Rest Versus Sleep
Sometimes I don’t sleep very well. Do you relate?! I think everybody goes through periods of disturbed sleep; but for some of us, chronic insomnia is debilitating, and can make rest all the more difficult.
Let's talk about rest versus sleep
Interrupted sleep that lasts just a few days or weeks is called short-term or acute insomnia. Chronic insomnia occurs more than 3 times a week for at least 3 months.
And what is that magic amount of sleep we’re all looking for?! On average, healthy sleep is about 7 hours but varies from individual to individual. Some people feel great with 6 hours, others need a solid 9 to 10 hours. So, defining insomnia is as much about personal assessment as it is about crunching numbers.
Managing fatigue and sleep deprivation
Whether your insomnia is acute or chronic, you are probably feeling exhausted. Occasionally people become hypomanic when sleep-deprived – with unusually high levels of energy and cheer, and feeling more talkative than usual. But for most of us, sleep deprivation leads to fatigue.
Hypomania can be indicative of other problems so it is extremely important to discuss it with your treating physician. Managing fatigue is a complex issue.
How to increase sleep when nothing works?
Sometimes all the best sleep hygiene practices in the world do not lead to an increase in sleep. We might turn to supplements or pharmaceutical support. Perhaps even cognitive behavior therapy for insomnia. But what do you do if nothing works? You’ve tried everything your friends and neighbors, pharmacists and doctors suggest. Still, you stare at the ceiling in frustration at 3:00 AM, begging the clock to tick faster.
I have no magical pixie dust to sprinkle on you. But I do suggest you rest – any time you can.
Rest versus sleep
Sleep and rest are 2 different things.
What our bodies are busy doing while we sleep
When we sleep, our body is normally at rest. During this rest time, lots of important bodily functions are happening. The cardiovascular and immune systems are regulated. Our brain stores new information, nerve cells communicate and reorganize, and toxic waste is expelled. All this brain activity contributes to healthy brain function and can explain why we might experience ‘brain fog’ when we’re fatigued.
Sleep also impacts hormone production. Melatonin is released to support that crucial sleep. Growth hormones assist bone and muscle development as well as metabolism. Cortisol, an integral part of the body’s stress system, is regulated. As are the appetite control hormones: leptin and ghrelin.
So, when we’re not getting enough sleep, all these bodily functions are negatively impacted. Anyone experiencing endless sleepless nights can attest to the cognitive impairment and constant craving for carbs to fuel an exhausted body.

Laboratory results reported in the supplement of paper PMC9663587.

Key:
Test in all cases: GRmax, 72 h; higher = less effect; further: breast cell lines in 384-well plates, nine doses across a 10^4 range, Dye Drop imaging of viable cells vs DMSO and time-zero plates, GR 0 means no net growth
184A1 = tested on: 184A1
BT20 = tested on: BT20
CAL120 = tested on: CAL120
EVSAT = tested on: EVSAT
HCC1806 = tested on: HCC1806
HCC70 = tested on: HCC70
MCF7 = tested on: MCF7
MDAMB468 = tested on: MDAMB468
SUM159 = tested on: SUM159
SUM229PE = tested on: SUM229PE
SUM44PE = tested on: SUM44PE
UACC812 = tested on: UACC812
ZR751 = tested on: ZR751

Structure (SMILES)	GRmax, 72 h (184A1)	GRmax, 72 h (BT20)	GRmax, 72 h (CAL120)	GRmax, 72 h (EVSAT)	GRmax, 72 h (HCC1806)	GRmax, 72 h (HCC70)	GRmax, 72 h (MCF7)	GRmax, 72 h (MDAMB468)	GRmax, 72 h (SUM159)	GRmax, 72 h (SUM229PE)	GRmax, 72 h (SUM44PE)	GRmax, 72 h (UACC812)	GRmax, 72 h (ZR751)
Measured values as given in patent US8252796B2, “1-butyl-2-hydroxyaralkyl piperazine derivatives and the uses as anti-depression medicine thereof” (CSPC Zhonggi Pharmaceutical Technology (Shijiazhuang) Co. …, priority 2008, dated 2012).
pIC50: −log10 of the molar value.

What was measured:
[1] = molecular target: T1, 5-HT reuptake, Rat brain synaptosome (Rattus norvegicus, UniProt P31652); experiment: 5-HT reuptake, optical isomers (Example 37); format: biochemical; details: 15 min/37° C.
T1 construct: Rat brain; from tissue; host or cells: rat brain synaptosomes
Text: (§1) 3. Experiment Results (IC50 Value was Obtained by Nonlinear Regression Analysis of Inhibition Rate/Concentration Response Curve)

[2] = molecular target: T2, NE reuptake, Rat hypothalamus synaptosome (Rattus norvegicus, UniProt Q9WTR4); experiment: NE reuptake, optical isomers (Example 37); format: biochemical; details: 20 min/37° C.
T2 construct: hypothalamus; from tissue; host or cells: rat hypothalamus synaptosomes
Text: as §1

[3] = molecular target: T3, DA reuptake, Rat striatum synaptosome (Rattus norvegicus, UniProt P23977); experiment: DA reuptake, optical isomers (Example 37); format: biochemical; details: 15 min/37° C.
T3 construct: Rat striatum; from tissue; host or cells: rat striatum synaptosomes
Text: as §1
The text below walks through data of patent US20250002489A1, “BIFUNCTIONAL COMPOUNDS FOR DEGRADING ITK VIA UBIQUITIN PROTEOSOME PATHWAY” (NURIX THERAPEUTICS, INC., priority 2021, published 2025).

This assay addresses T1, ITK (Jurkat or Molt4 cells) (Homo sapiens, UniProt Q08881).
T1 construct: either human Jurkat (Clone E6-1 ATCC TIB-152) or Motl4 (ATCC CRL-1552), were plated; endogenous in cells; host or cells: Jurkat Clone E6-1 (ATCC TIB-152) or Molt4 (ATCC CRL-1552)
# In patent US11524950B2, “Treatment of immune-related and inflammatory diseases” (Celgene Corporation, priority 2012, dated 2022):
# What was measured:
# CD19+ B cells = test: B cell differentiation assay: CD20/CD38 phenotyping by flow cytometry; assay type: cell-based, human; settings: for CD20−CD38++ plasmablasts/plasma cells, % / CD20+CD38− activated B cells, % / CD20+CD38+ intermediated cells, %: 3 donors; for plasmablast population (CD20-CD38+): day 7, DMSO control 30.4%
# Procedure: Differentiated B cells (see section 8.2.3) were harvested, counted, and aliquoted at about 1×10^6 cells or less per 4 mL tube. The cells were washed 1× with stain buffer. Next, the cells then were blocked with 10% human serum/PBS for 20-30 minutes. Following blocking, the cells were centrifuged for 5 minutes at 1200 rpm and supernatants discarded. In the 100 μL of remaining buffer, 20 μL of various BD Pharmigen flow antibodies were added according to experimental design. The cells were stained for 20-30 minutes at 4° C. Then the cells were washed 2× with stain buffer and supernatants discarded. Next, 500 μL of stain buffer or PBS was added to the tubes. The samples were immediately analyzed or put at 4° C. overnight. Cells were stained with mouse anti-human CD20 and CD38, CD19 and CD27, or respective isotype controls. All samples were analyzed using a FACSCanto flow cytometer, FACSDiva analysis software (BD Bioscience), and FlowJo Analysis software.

When sleep feels like an impossibility, we need to prioritize rest. Whenever, wherever, and however we can.
How to help busy bodies get rest
Mindfulness is the art of paying attention to the moment – taking the mind away from all that has happened and everything that might happen. Just paying attention to the sensations you can see, hear, smell and feel around you: the air temperature, the rise and fall of your chest as you breathe, the taste of your coffee, the distant sound of traffic.
Paying attention to the moment, for as long as you can, gives your mind a momentary rest from past and future worries. Mindfulness can be done anytime, anywhere: in the middle of a work meeting, sitting on the toilet, walking in the forest, watching television. Just being present in the moment and accepting it without judgment – neither good nor bad.
Meditation is about tuning into something and trying to avoid interruptions. It might be a breath and relaxation meditation. You might listen to an app with soothing music or voices guiding you through a relaxation process. Meditation is often done with closed eyes and in a quiet space, to avoid distractions.
Some people find meditation leads to sleep but even if it does not, it is still a mental reprieve and your body has a chance to relax. Deep breathing can help oxygenate blood flow. It is a restful activity.
Time-outs are restful. If mindfulness and meditation aren’t your cup of tea, just taking time out from day-to-day activities is restful. Try getting curled up somewhere reading a book; stretching out on a couch watching television; snuggling up with a beloved pet; or getting off your feet for as long as you can to rest the body and the mind.
Relaxation exercises help. Just because you’re awake for too many hours of the day doesn’t mean every minute has to be filled with activity. Coordinating breathing with muscle relaxation exercises will rest your mind and body for a short period of time.
My magic pixie dust is rest
In a perfect world, we’d be getting our magical 7 hours of sleep 7 days a week. Unfortunately, we do not live in a perfect world. But choosing to sit and rest for half an hour or leaving the vacuuming or writing that report for another hour can have an enormous impact on physical and psychological wellbeing.
I used to find lying in bed wide awake to be enormously stress-inducing. Not only was I not getting any sleep, but I was also in a constant state of anxiety worrying about my lack of sleep.
Now I lie in bed and practice mindfulness, meditation, and relaxation exercises. I may not get more sleep, but I’m an awful lot happier.
What are some ideas that help you rest when sleep is difficult? Let us know what works, or doesn't.
How often does someone offer you unsolicited advice on your condition?